Gonzalo Benard is, quite frankly, one of the most astonishing photographers I’ve come across. I previously posted up a series of his called ‘B Shoot By A Stranger’ which was breathtaking not only in aesthetic terms but in its concept, its birth, a supreme idea with depth. This series, called ‘Oneness’, is powerful, primal, pagan and shamanistic with subtle sexual undertones and brings to mind – not that I know many photographers – the work of Misha Gordin and Robert Mapplethorpe. Natasha Christia explains his work much better than I ever could:
Black and white has become the means of expression in Bénard’s photographic practice. Bénard avoids the exuberance of colour and prefers to limit his vocabulary to the basics. The path towards personal truth is always ascetic and so is his photography. Juxtaposed with earth symbols and animals and deprived of any clothes, the body is introduced to a nexus of complex symbolic connotations, alluding to myths and pagan legends. Bénard’s vision emanates from a nature outside the context of western culture. His spiritual journeys have brought him close to tribes and cultures as much diverse as the aboriginal and Las Madres del Santo in Brazil. In this search for the intangible, the body and the soul proclaim relevance as vehicles of a non-verbal entropic narrative that resides outside the margins of history. In this respect, Bénard’s self-portraits defy any notion of the ego. They operate as “non-portraits”, within which the artist is a rendered part of the form and the medium.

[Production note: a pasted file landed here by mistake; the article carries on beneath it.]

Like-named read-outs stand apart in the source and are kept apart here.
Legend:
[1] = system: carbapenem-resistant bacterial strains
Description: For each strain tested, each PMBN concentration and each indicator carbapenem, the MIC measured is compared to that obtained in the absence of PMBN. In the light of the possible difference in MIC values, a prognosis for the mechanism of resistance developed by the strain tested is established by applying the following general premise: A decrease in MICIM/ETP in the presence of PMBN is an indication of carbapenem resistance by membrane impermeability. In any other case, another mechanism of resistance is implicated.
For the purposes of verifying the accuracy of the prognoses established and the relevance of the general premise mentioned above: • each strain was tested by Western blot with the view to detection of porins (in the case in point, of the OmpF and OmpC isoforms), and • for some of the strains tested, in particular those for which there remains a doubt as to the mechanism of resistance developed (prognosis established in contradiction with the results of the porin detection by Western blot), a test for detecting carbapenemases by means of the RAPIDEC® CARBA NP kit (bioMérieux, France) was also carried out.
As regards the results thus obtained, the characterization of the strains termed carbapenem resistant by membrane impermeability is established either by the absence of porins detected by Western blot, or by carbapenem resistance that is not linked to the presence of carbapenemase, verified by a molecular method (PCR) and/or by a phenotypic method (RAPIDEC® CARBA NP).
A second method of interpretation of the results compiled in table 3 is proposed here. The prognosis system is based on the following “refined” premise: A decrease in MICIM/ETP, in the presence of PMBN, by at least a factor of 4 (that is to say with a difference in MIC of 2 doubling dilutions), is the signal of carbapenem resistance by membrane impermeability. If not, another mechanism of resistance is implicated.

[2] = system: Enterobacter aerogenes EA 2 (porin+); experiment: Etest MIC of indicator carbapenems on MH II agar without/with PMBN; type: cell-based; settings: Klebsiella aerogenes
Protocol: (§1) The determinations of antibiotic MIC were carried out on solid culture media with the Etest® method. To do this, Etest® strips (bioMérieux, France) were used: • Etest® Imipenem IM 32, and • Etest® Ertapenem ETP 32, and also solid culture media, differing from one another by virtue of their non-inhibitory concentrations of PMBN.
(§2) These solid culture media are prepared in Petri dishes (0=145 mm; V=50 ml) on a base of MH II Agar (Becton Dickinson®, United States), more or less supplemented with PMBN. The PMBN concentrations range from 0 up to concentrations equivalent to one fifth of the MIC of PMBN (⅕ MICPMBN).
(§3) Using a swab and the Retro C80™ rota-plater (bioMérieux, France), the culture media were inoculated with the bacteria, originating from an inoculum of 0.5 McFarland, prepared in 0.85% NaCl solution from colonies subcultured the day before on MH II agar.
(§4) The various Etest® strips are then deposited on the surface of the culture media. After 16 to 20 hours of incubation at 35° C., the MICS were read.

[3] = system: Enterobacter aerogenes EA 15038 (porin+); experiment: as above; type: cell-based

Benard himself has this to say about himself and his work:
Creating. Dialogue. Oneness. Humankind. Nature. Life. and Human Non-Sense.
These words are those that crop up most in G.Bénard’s mind-bank, in both his consciousness and his subconscious. Creating is the result of the need to express. The need to express through art and to create a dialogue between living beings; to lead to the oneness of humans and their surroundings. Man-Woman-Animal. Dialogue leading to oneness of gender, ritual, rite. Dialogue about life. Dialogue as creator, as observer, as author, as part of oneness. Part of the world. Part of life.
Gonzalo Bénard can create and be involved in the rituals and cultures of life. As oneness. As nature. As light itself.
Gonzalo Bénard is a creator of human portraits. Is a creator of portraits of persons. In the black. And in the white.
I will be coming back to Benard again. For sure. In the meantime you should have a look at the rest of this series and read the accompanying texts he has on his website.
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